After last year’s dividend cuts and suspensions, I was surprised at how generously leading UK dividend income stocks are paying shareholders today. Last week I suggested nine that are worth exploring. Here are two more of my FTSE 100 income favorites.
Insurer and asset manager Legal and General Group (LSE: LGEN) is probably my first UK dividend income security. To its credit, L&G continued to reward its loyal shareholders throughout the pandemic, even when its rival Aviva gave in to the pressure and cut its dividend.
Today, L&G is offering a forward yield of 6.5%. With the average savings account paying 0.06%, that’s a huge return. Of course, as with all dividends, there are no guarantees. However, the payout is covered 1.7 times by the revenue forecast, which boosts my confidence.
I would buy these two FTSE 100 shares
Legal & General did not survive the pandemic completely unscathed. In March, it reported a 3% drop in annual operating profits to £ 2.21bn, as it set aside an additional £ 110m to cover claims caused by mutant strains of Covid. Still, its fund management arm performed well, with assets under management increasing 6.9% to £ 1.3bn. Better yet, the underlying business remains strong, with capital levels climbing to 192%. This could free up funds to invest in faster growth opportunities.
As well as being one of the UK’s leading dividend income stocks, the Legal & General share price also generated growth. It is up 36% from last year, although the five-year growth is actually less than 20%. For me, L&G is primarily about revenue, and on that front it is performing well.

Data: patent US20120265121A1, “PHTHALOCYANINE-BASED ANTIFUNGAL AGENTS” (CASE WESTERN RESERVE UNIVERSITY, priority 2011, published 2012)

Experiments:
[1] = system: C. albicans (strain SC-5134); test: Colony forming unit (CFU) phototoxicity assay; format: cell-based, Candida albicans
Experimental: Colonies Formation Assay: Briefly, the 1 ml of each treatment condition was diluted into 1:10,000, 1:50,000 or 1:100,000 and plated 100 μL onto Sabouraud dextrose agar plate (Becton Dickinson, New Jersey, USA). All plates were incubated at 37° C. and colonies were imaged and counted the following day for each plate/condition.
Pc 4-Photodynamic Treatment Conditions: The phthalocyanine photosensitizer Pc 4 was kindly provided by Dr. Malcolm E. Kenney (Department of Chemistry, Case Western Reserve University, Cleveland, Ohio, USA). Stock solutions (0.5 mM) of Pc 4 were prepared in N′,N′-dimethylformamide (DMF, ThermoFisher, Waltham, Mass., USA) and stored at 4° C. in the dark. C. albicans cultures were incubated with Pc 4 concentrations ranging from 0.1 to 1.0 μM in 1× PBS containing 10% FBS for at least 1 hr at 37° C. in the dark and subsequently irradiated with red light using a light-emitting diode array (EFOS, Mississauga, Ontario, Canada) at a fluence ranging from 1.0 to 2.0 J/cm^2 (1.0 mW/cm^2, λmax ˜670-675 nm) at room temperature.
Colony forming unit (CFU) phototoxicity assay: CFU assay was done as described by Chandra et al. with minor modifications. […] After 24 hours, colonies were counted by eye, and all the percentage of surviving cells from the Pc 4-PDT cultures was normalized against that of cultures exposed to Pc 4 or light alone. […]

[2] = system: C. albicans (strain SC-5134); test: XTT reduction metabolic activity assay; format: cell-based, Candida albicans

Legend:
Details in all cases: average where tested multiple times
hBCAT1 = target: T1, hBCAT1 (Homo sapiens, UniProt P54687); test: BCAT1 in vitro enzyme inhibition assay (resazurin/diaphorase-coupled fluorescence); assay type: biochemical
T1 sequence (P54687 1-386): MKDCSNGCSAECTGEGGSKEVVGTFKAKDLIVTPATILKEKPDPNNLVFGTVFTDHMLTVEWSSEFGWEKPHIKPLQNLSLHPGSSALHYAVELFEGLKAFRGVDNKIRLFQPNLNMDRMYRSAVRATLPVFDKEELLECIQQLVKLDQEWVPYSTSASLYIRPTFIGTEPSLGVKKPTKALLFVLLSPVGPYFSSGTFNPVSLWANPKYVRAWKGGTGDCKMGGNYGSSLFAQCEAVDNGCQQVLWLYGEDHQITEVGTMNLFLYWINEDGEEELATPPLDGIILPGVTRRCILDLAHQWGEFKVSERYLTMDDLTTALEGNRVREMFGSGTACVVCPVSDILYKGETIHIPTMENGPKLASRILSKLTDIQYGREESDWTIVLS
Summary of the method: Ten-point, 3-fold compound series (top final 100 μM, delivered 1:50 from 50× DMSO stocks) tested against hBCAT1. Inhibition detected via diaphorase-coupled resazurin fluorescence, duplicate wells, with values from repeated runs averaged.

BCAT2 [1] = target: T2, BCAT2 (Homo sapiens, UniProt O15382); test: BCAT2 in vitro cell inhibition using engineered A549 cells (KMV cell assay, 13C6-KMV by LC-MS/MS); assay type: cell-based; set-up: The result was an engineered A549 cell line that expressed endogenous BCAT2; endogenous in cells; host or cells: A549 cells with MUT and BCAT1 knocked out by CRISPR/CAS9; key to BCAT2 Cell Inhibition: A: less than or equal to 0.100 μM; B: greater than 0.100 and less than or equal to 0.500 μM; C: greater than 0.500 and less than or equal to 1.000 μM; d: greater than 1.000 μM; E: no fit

I stay with the insurance industry for my next choice, Holdings of the Phoenix group (LSE: PHNX). It also deserves the title of Britain’s premier dividend-income stock for maintaining payouts despite the woes of the past year. Today it is down 6.6%, although the cover is slightly thinner at 1.3 times earnings.
I would also buy this leading UK dividend income stock
Phoenix is a different creature from L&G. Its strategy is to buy out old life insurance and pension funds closed to new business and manage them on behalf of members. The more he buys, the greater the economies of scale. It now serves 14 million policyholders.
The Phoenix share price is never going to turn off the lights. Income is the draw here, as the stock price has only climbed 15% measured over one and five years. Management knows this and has kept investors loyal by taking advantage of record cash flow of £ 1.7bn to increase their annual payout by 3%.
The challenge is that Phoenix must continue to buy life pension and legacy life insurance funds in order to continue to grow and fund these dividends. I am therefore delighted to note that it also has an “ open ” activity offering retirement and investment products to new clients, as part of the Standard Life Mark. In 2016, it acquired SunLife from Axa. This diversification should help it remain one of the UK’s leading dividend-income stocks over the long term.
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Harvey jones has no position in any of the stocks mentioned. The Motley Fool UK does not have a position in any of the stocks mentioned. The opinions expressed on the companies mentioned in this article are those of the author and therefore may differ from the official recommendations that we make in our subscription services such as Share Advisor, Hidden Winners and Pro. Here at The Motley Fool, we believe that considering a wide range of ideas makes we are better investors.
Motley Fool United Kingdom 2021